Published: 15:29, 30 September 2021
| Updated: 17:51, 30 September 2021
Thousands of new homes could be built in rural areas and on an existing dock according to a council's draft Local Plan
Medway Council's proposals, which run to more than 300 pages, set out future housing and employment needs in the Towns, as well as measures to protect the environment.
Earlier this week, cabinet members agreed the publication of the draft and if approved by full council next Thursday, a residents' consultation will take place between October 29 and December 24.
The authority will then consider any changes which are needed before sending the document to the Planning Inspectorate in the spring for independent examination.
It is estimated the Local Plan will be adopted in 2023. The document will be used to inform the development of 27,000 new homes across the Towns by 2037.
The majority of development is focussed on the Hoo Peninsula with the council currently determining how it will spend £170 million from the government's Housing Infrastructure Fund (HIF).
This will see new highways and rail improvements to support the development of thousands of new homes.
A second round of consultation on these plans is set to happen in November.
The document says there is a vision for Hoo St Werburgh to become 'Medway's green town', adding: "Growth will be focused around [there] and development will be required to meet the principles set out in the Hoo Development Framework to secure a high standard of design quality, and sensitivity to important environmental assets and the countryside and coastal setting."
As part of the HIF project, the authority has already granted permission to itself to develop a new park called Cockham Community Parkland. North of this park, neighbouring Broad Street, the Local Plan details a designation for 1,275 homes.
The former Deangate Sports Complex, which has long been the subject of campaigns favouring its retention as a community asset, has been earmarked for 650 homes.
Another area covering Chattenden and north of the A228 could see the development of 1,188 homes and a new school.
A second school could feature on land known as Angel Farm next to Hoo St Werburgh alongside 711 homes; a further 1,030 homes could neighbour this on land currently known as Roper's Farm.
For the Isle and Grain and Kingsnorth, the council has designated new "employment hub" areas for industrial and office uses.
The draft plan says: "Kingsnorth and Grain are to be further supported in their roles as locations for logistics and distribution, specialist industrial uses, and uses relating to energy production."
Campaigners feared Chatham Docks would be included in the draft Local Plan leading to the possible closure and loss of hundreds of jobs.
The document indicates the council's wish for a mixed-use development consisting of 3,625 new homes and employment uses.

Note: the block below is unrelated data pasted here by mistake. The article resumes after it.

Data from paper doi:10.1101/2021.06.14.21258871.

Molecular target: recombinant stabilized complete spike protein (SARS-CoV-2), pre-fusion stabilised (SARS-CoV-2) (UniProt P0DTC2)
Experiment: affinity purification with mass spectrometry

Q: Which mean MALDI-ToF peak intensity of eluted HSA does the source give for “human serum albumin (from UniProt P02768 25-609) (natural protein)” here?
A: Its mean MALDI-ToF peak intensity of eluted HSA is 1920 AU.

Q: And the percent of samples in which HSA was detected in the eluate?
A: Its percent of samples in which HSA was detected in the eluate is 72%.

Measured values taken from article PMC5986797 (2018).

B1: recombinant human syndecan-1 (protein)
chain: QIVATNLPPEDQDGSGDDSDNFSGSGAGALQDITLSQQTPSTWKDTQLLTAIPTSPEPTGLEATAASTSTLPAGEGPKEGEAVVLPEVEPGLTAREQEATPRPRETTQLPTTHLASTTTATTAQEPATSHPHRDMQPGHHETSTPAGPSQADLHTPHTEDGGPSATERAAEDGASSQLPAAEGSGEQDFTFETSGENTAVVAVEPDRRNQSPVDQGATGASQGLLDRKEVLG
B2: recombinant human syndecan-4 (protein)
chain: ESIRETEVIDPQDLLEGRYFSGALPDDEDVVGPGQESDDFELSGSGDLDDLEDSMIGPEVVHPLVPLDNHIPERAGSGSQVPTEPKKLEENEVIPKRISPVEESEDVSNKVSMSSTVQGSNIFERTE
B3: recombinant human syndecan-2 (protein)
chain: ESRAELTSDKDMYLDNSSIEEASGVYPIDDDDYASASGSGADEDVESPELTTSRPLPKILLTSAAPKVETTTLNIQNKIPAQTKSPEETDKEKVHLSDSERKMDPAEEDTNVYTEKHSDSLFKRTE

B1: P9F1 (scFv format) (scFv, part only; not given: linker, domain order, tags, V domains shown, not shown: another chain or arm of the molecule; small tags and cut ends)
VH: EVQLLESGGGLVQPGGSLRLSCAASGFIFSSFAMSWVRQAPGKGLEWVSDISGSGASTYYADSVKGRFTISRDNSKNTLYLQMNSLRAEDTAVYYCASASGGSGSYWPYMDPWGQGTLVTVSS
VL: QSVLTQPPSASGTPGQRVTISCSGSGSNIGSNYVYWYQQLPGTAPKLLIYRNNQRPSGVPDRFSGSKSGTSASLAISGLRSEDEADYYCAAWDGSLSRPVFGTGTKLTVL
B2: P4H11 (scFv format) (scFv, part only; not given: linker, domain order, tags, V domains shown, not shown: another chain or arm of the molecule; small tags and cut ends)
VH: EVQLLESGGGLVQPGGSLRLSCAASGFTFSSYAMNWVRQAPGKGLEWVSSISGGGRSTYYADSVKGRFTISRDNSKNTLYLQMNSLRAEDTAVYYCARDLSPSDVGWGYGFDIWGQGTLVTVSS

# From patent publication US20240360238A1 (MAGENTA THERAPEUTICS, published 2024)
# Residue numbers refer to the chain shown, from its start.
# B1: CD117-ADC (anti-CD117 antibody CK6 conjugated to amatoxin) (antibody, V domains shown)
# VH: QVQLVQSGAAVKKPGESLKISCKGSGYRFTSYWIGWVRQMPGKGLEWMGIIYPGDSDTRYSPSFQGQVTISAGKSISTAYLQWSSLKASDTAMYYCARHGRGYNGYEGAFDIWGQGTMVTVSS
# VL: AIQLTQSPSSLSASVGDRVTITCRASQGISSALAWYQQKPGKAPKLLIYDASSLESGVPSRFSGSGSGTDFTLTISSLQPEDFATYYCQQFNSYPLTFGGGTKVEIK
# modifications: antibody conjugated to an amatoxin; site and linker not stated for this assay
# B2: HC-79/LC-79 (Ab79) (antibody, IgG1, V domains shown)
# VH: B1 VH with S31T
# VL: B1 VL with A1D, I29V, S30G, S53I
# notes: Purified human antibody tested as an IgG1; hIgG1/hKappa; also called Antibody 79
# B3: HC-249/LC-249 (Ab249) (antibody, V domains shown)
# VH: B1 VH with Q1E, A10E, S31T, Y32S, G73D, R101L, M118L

The site, which formed part of the former naval dockyard, remains a commercial dock and is currently protected from redevelopment under the existing Medway Local Plan.
The report says: "The redevelopment of the remainder of Chatham Docks would provide an opportunity for a continuous riverside path and facilitate the opening up of the Chatham Waters link.
"The council supports the potential for new services on the river to complement the regeneration and tourist attractions along the waterfront, therefore the retention of and access to wharves and public piers will be promoted, subject to the need to meet the requirements of conserving the important environmental features of the designated river and estuarine habitats."
Landowners Peel L&P has already said it wishes to close down the port when leases for the businesses based there expire in 2025.
A further 700 homes could be developed within Chatham Dockside and the Historic Dockyard.
Clusters of development are also tipped for Strood along the waterfront areas.
The council has called this the Strood Opportunity area and has purported the development of a new central open space and 22,000 square metres of commercial space which they say could mainly consist of offices and an area for light industry.
Councillors previously approved plans for thousands of new homes along the Strood Waterfront, with the council being awarded millions of pounds to ready the site for developments which have yet to materialise.
Another cluster within Chatham town centre could see hundreds of homes and additional retail space.
The draft plan says: "Opportunity sites including the Pentagon, Debenhams and Trafalgar sites provide for redevelopment opportunities and enhancements to add increased value and change to the high street."
There is also a vision for Chatham Intra – the area between Star Hill and Sun Pier with the document reading: "Medway Council will seek to-re-establish Chatham Intra as a social, cultural and retail destination, which will support small to medium sized businesses and social enterprises."